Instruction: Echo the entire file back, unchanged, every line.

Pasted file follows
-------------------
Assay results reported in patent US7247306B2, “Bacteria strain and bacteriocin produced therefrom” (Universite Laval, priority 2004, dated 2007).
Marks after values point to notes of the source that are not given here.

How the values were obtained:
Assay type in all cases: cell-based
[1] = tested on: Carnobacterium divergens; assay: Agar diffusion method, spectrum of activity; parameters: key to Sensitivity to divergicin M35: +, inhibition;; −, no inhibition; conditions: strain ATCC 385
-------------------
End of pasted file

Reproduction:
Assay results reported in patent US7247306B2, “Bacteria strain and bacteriocin produced therefrom” (Universite Laval, priority 2004, dated 2007).
Marks after values point to notes of the source that are not given here.

How the values were obtained:
Assay type in all cases: cell-based
[1] = tested on: Carnobacterium divergens; assay: Agar diffusion method, spectrum of activity; parameters: key to Sensitivity to divergicin M35: +, inhibition;; −, no inhibition; conditions: strain ATCC 385